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Opera Now provides a unique and all-encompassing perspective on the international opera scene through its lively and colourful mix of news, reviews, interviews, travel articles and commentary.

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Former Bayreuth director Wolfgang Wagner dies aged 90

2 April 2010, [Originally posted on 26 March 2010]

Wolfgang Wagner (1919-2010)
Wolfgang Wagner (1919-2010)(Photo: Bayreuther Anzeiger / Stephan Müller)

Wolfgang Wagner, the grandson of composer Richard Wagner, has died in Germany aged 90.

Appointed as a co-director of Bayreuther Festspiele in 1951 alongside his brother, Wieland Wagner, Wolfgang became the festival’s sole director after Wieland’s death in 1966. 

Although generally considered to be a far less inspired producer than Wieland, Wolfgang was widely recognised for his skills as a business manager, ruthless in turning Bayreuth to his personal advantage, getting the festival funded and making it more famous than ever.

He held the reigns of power for four decades, but stepped down in 2008 to be succeeded by his two daughters, Katharina Wagner and Eva Wagner-Pasquier. 

Wolfgang's desire to safeguard his own legacy when making these appointments fed into a wider agenda to perpetuate the Wagners' control of Bayreuth. According to Opera Now correspondent, Tom Sutcliffe, this could prevent the future development of the festival:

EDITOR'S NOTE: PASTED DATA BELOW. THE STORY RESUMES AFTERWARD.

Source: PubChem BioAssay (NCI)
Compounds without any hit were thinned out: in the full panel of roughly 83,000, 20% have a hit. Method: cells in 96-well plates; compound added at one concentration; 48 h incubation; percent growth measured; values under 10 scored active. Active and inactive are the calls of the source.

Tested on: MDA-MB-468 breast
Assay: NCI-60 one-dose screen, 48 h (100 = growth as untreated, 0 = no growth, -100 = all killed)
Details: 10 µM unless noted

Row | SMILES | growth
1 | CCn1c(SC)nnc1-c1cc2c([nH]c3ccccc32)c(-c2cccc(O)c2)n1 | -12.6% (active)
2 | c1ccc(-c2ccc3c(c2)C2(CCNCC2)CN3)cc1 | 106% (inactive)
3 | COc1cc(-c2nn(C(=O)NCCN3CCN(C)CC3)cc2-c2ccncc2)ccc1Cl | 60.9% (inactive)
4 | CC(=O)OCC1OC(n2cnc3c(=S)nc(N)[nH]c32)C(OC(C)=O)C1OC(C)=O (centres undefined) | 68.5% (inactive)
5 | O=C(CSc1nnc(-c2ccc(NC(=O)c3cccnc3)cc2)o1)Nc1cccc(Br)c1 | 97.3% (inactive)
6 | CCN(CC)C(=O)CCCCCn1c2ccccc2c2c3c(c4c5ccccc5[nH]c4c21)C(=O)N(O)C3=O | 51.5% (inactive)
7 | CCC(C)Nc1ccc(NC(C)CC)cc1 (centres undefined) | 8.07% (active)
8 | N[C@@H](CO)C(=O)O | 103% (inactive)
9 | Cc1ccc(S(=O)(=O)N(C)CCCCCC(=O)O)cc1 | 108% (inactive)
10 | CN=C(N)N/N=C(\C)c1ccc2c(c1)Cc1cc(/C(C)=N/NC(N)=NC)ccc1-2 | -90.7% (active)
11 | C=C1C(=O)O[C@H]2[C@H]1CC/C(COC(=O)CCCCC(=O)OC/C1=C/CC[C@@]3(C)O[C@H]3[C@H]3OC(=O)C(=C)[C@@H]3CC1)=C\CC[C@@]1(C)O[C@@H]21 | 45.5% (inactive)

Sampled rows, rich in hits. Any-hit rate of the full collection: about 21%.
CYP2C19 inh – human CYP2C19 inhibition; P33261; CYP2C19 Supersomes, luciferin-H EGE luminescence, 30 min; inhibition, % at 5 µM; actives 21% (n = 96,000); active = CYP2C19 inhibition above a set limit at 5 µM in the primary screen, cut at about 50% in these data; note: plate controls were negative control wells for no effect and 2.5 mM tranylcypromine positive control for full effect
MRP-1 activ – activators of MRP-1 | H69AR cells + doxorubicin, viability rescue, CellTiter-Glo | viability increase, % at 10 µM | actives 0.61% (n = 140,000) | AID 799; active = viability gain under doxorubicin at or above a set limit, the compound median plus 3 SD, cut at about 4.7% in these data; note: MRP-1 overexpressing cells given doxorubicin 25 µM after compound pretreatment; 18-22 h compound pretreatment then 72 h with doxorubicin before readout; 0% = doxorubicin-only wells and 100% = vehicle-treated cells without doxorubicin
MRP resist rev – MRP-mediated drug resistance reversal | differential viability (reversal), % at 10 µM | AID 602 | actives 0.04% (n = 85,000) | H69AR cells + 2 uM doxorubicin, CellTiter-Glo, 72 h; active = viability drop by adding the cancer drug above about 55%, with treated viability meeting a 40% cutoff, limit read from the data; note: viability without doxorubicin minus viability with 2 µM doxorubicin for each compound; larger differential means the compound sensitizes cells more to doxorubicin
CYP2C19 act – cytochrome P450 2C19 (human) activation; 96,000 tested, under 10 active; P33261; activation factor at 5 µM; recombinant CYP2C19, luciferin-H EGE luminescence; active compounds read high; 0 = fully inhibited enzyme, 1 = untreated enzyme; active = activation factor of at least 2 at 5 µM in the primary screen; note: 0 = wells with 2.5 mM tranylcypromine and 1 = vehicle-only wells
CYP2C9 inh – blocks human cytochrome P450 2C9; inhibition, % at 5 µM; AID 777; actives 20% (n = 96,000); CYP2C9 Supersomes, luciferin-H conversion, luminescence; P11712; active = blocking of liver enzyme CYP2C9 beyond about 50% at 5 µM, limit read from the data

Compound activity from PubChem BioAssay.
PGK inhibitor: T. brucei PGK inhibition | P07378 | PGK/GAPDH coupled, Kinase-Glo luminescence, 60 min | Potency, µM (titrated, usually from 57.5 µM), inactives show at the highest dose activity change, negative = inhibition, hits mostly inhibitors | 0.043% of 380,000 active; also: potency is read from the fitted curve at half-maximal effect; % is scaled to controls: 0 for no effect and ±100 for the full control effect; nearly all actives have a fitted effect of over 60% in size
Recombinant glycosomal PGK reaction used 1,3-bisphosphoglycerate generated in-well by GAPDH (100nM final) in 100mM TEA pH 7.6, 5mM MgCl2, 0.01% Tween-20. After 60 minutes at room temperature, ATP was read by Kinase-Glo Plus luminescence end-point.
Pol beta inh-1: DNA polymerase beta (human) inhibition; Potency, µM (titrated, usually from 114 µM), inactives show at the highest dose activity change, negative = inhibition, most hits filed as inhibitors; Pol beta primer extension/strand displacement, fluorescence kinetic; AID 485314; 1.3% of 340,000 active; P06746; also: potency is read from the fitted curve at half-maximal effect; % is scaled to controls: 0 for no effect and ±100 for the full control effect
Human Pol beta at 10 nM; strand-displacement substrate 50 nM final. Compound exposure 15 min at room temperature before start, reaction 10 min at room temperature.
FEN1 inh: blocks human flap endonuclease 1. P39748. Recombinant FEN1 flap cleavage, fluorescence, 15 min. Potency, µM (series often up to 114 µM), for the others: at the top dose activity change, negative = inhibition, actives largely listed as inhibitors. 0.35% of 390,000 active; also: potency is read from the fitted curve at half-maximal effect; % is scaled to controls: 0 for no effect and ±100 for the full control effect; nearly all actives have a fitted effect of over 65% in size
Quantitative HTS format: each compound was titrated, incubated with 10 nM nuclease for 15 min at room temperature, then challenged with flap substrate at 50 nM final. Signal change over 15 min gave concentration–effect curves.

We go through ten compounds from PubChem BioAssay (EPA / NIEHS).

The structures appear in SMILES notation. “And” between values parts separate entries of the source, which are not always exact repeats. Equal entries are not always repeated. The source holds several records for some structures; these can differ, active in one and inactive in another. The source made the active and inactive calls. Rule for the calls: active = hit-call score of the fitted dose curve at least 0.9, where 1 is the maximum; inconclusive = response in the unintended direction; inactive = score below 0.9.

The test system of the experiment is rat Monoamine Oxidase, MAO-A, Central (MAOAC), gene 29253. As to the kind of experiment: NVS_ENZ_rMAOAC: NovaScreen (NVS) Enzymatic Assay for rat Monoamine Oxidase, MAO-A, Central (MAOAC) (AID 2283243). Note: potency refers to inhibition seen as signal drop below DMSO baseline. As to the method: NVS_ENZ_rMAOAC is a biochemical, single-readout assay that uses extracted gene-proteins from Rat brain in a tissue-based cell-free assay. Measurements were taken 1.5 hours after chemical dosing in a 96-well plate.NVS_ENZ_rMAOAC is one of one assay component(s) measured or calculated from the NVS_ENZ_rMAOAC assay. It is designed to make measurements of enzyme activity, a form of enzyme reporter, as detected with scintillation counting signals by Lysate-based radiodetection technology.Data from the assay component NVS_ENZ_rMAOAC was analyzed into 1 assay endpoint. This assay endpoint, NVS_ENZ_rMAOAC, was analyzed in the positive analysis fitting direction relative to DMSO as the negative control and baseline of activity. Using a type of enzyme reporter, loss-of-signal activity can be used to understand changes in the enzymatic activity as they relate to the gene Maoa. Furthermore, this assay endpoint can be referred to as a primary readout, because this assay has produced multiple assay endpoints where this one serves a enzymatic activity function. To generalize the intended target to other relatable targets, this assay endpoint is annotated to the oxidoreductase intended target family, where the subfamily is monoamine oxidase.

“The truth about the Wagners today is that there is no reason for them to have any hold on Bayreuth at all. Across the whole industrial and commercial world good management skills are demonstrably non-hereditary. Fairly soon Bayreuth should be taken away from Wagner’s bloodline and run by talented Intendants who can do something for the whole world of opera rather than behaving as if Wagner still needed Bayreuth.”

According to Sutcliffe, Katharina Wagner “is an even worse director than Wolfgang was himself, simply following the current intellectually decorative and predictable fashions of interpretation – and not showing any real special skills at the hands-on direction of performers and chorus. She is at best only the product of her father’s determination to produce a suitable Wagner heir in his own mould.”

Katharina’s directorial debut at the festival in 2007 – with a production of Die Meistersinger von Nuernberg – was booed loudly by the audience and denounced by some critics, but met by others as an indicator of positive change and renewal. 

“No doubt,” says Sutcliffe, “she and Eva will be able to bring in some new talents and try out new techniques for exploiting what Bayreuth has to offer by making it seem more accessible. However, the Wagners are not a royal or aristocratic family. With the death of Wolfgang, in reality their time has been and gone.”

News round-up - 29 March 2010

29 March 2010

Rolando Villazón
Rolando Villazón(Photo: Felix Broede / Deutsche Grammophon)

Dominique Meyer
Dominique Meyer

Mexican tenor receives ovations at Vienna Staatsoper